Abbotsford, Mission property values remain stable

Abbotsford’s roperty value now rests at $20.19 billion, up marginally from last year’s total of $19.98 billion.

Abbotsford’s total property value now rests at $20.19 billion, up marginally from last year’s total of $19.98 billion. Mission rose from $5.65 billion to $5.67 billion.

That minimal increase will be reflected in the more than 187,000 assessment notices that have been mailed out in recent days, according to the Fraser Valley office of BC Assessment.

“The assessment role this year is very stable,” said John Green, deputy assessor. “Most homeowners in the Fraser Valley will see minimal changes in the value of their properties.”

Assessments are based on perceived value of a home and property as of July 1, 2011.

“Really what it is, is we follow the real estate market. So what this says is, year over year, the real estate market in Abbotsford and Mission has been very stable.”

Green said if comparable properties in a person’s neighbourhood are selling for more, residents can expect their assessments to rise. The opposite is true of homes selling for less money.

“So, stability is a very good thing in real estate.”

Overall, the Fraser Valley’s assessment roll increased from $85.9 billion last year to $88 billion this year. Most of this growth was due to subdivisions, rezoning and new construction.

In Abbotsford, a typical single-family home rose in value from $419,000 in 2010 to $425,000 in 2011. Apartments dropped in value from $187,000 to $182,000, while townhomes increased slightly from $260,000 to $262,000.

It’s a similar story in Mission, where single-family homes rose from $356,000 to $366,000, apartments dropped from $179,000 to $176,000 and townhomes edged up slightly from $239,000 to $240,000.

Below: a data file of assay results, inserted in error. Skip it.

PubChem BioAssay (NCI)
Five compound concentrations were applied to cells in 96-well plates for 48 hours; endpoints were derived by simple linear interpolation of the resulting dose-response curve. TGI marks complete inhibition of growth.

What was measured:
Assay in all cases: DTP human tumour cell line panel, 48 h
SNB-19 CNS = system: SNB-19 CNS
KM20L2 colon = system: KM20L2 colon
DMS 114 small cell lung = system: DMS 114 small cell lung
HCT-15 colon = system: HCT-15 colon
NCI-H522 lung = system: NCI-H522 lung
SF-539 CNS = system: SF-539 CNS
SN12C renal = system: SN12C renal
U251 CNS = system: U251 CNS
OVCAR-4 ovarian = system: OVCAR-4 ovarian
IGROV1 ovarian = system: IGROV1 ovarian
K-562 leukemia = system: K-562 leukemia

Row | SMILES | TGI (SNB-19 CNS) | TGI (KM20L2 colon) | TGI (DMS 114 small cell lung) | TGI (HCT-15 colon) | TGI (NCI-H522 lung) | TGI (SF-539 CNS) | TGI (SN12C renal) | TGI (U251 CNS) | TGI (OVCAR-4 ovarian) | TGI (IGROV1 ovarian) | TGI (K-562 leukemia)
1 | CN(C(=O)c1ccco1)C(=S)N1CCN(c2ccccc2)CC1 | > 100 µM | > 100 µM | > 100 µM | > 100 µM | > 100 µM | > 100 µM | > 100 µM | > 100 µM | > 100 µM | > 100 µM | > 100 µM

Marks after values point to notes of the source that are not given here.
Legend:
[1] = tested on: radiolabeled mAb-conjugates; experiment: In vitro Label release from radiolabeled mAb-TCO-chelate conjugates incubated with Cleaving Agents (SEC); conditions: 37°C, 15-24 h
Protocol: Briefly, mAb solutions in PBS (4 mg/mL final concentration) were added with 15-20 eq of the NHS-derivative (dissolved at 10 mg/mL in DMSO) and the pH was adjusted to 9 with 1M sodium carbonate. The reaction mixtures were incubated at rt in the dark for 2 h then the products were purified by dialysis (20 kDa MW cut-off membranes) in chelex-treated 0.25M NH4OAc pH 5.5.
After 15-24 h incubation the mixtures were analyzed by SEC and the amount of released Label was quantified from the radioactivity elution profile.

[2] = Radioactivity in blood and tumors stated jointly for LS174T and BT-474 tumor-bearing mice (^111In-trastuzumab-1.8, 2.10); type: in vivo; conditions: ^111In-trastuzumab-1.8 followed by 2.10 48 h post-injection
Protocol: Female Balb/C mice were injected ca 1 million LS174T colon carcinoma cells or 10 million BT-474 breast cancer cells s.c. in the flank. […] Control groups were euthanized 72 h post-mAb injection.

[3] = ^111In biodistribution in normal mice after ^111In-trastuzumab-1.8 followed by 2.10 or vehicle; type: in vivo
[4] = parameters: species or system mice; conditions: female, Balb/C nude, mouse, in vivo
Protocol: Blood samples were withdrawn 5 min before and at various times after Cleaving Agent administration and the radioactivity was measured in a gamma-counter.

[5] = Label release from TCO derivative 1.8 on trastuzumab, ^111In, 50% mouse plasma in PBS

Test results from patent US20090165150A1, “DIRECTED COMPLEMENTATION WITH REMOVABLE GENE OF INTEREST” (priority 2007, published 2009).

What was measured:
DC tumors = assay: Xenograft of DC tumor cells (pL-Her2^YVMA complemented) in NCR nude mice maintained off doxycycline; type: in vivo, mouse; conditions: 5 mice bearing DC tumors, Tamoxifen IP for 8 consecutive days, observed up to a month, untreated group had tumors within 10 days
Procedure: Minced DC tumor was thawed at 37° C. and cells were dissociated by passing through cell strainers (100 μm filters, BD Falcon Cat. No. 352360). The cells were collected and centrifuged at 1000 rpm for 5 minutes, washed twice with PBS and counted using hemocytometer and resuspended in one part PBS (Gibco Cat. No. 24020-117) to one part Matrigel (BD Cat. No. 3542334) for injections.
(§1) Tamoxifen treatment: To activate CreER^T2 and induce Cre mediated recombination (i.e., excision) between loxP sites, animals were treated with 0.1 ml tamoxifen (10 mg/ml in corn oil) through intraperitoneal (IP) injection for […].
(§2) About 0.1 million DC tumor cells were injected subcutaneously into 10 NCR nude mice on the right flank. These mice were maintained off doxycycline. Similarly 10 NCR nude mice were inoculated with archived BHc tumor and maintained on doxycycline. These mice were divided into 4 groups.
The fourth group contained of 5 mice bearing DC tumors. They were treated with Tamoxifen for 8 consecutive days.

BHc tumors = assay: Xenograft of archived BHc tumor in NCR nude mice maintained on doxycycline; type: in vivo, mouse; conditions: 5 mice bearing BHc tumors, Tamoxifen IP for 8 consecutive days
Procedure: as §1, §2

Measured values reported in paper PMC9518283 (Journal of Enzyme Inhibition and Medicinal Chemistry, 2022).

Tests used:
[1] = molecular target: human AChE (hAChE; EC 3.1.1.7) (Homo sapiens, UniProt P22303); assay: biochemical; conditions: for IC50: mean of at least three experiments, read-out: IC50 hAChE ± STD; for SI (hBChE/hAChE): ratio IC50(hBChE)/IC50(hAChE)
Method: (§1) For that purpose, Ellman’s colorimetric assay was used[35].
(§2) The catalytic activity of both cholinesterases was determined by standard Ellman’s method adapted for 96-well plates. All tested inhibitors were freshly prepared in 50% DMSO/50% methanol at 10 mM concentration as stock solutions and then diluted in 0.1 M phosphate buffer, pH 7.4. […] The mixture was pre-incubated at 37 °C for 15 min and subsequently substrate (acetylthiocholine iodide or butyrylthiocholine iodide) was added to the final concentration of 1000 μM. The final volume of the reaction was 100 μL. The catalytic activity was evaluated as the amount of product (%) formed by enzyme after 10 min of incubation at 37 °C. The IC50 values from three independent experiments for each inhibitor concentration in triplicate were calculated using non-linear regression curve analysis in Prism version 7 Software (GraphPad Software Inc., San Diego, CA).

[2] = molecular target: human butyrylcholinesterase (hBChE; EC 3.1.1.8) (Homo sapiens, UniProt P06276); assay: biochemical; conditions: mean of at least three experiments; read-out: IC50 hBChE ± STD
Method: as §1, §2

Green said these numbers aren’t averages, but rather examples.

“This is taking a typical sample apartment, or home, and tracking its assessment and how it’s changed over the years.”

Abbotsford’s highest assessed residential property is worth $4.9 million, while Mission’s is $2 million.

Owners of commercial and industrial properties in the Fraser Valley will typically see changes to their assessment ranging from zero to 20 per cent.

Municipal governments use the assessment values to determine the mill rate for taxation purposes. Abbotsford has yet to approve this year’s city budget, so it is unknown as to how the assessments will affect local homeowners’ property taxes.

Anyone who disagrees with the assessed value of their homes can contact BC Assessments.

“Property owners who feel that their property assessment does not reflect market value as of July 1, 2011 or see incorrect information on their notice should contact our office as indicated on their notice as soon as possible in January,” said Green.

“If a property owner is still concerned about their assessment after speaking to one of our appraisers, they may submit a notice of complaint (appeal) by Jan. 31, for an independent review by a property assessment review panel.”

For more information, contact the Fraser Valley assessment office at 604-850-5900 or visit the website at www.bcassessment.ca.